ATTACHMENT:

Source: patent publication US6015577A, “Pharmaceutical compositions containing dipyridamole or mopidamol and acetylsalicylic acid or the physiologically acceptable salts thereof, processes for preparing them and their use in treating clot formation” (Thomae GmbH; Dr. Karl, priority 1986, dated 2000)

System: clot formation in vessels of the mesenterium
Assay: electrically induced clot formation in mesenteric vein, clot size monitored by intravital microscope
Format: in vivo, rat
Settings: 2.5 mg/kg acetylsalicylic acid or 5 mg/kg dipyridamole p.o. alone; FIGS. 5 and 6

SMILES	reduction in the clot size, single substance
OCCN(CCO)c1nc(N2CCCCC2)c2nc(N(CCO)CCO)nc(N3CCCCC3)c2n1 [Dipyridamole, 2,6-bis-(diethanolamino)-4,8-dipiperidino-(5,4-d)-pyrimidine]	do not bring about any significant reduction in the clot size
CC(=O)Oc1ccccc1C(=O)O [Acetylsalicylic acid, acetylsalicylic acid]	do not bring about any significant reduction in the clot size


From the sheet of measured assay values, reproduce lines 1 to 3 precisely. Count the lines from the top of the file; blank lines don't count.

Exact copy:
Source: patent publication US6015577A, “Pharmaceutical compositions containing dipyridamole or mopidamol and acetylsalicylic acid or the physiologically acceptable salts thereof, processes for preparing them and their use in treating clot formation” (Thomae GmbH; Dr. Karl, priority 1986, dated 2000)

System: clot formation in vessels of the mesenterium
Assay: electrically induced clot formation in mesenteric vein, clot size monitored by intravital microscope